As Therapists we are frequently asked about the when? Why? and how to know if therapeutic intervention should be sought? There are no hard and fast rules but we thought it would be useful to put together some indicators and helpful thoughts. It is useful at this point to clarify that ‘therapy’ can mean different approaches and essentially, at different intensities; varying from three times a week, once weekly or ad hoc sessions. The approach and intensity is negotiated during the initial contact and assessment process. Contrary to the portrayal of therapy in popular culture, you don’t need to be mad, bad or on the brink of a breakdown to benefit from therapeutic intervention.
We all have good days and bad days, stressful life events and unforeseen difficulties. There may be periods in life where we feel resilient and supported and other times where we struggle with relatively minor bumps in the road. An event or experience is therapeutically speaking, relatively unimportant; the impact on our internal, inner experience is of much more significance and the role of therapy can be about processing and coming to terms with an event, relationship or circumstance, as well as considering the role and influence of earlier experiences and relationships.
If you notice being overwhelmed with recurrent sad, hopeless or anxious feelings rather than having a bad day, it may be worth considering therapy. Therapy can be both a place to process, identify and label what may be going on and also to consider strategies to help in coping with these feelings. The same can be said if you find yourself frequently reminded or experiencing a recurrence of a traumatic event.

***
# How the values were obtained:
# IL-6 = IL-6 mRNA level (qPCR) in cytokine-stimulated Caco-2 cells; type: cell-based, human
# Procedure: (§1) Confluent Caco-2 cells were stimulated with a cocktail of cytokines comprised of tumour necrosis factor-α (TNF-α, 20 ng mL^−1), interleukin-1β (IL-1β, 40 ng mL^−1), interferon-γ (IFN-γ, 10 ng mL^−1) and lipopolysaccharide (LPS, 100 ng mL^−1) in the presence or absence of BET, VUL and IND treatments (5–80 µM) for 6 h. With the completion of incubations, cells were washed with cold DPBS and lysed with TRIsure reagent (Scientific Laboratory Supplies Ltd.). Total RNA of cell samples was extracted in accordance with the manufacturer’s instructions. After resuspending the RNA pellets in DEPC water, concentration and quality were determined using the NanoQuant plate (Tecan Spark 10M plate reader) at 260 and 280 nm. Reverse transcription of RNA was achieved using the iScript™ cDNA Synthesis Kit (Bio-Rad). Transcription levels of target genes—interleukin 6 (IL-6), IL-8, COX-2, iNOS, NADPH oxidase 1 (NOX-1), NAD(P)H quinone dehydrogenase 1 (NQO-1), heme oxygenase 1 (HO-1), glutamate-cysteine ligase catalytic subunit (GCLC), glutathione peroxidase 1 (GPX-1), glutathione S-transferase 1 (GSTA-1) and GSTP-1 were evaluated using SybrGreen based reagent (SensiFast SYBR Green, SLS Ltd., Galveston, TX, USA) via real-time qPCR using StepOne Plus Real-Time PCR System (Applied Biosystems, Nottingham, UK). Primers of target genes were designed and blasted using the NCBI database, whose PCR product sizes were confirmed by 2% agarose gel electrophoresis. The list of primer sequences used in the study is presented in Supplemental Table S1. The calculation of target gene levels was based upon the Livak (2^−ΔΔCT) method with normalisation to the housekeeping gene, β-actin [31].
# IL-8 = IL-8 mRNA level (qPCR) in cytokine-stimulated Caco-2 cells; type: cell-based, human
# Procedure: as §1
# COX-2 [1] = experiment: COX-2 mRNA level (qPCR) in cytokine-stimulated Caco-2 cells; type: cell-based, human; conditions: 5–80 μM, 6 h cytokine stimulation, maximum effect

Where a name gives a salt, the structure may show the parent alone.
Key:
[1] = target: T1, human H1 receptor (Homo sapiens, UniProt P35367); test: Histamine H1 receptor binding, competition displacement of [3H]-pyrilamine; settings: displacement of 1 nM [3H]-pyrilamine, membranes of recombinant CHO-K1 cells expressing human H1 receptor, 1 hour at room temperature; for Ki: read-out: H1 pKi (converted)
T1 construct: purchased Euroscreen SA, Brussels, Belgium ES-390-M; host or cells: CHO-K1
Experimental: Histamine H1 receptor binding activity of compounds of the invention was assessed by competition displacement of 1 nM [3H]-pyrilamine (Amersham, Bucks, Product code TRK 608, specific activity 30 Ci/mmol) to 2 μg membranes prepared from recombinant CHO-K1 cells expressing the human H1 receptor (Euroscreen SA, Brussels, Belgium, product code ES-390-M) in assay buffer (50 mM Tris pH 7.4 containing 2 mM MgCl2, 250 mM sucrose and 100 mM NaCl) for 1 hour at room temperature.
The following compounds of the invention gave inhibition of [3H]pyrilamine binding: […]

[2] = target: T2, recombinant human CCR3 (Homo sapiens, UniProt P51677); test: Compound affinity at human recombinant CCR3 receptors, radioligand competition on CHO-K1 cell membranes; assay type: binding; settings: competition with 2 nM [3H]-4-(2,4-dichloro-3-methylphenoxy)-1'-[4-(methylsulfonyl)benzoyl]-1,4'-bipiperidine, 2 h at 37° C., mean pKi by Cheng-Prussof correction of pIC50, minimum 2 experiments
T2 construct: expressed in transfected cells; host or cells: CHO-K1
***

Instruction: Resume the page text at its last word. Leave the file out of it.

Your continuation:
Similarly if family, friends and work colleagues have noticed a change in you, or if you have lost interest in previously loved activities, this can also be a sign that psychological support would be of benefit.
As Descartes proclaimed some time ago – the link between mind and body is un-refuted and many years later, still not fully understood. If you have on-going physical symptoms that cannot be medically explained, it may be useful to consider pursuing therapy. Since symptoms in our body can be signs of stress or emotional distress – treating the latter can also have significant improvement on the former.
Likewise if you notice an over reliance on alcohol, drugs or food – therapy may be a consideration for you. At times, we turn to external means to cope with feelings inside ourselves. It may be that therapy can help with fine-tuning our coping mechanisms and explore other ways of managing or challenging thinking.
Parents perspective – an important one
Parents are often best placed to notice emotional changes in their children. Roller coaster emotional changes in teenagers may come with the territory, however children or young adults who show a persistent or significant shift in mood over a sustained period of time may also benefit from psychological therapy. Changes in behaviour in relation to school, eating and friendships as well as repeated checking behaviours, recurrent tearfulness and withdrawn behaviour may also benefit from a space to talk. If there have been significant changes within families such as a bereavement, separation or new partners it can also be useful for families to have psychological support, together.
If this article has got you thinking about the possibility of seeking therapeutic support it is always worth having a non-obligation conversation with a therapist in order to explore the next steps and whether this is what would help you at this point in time.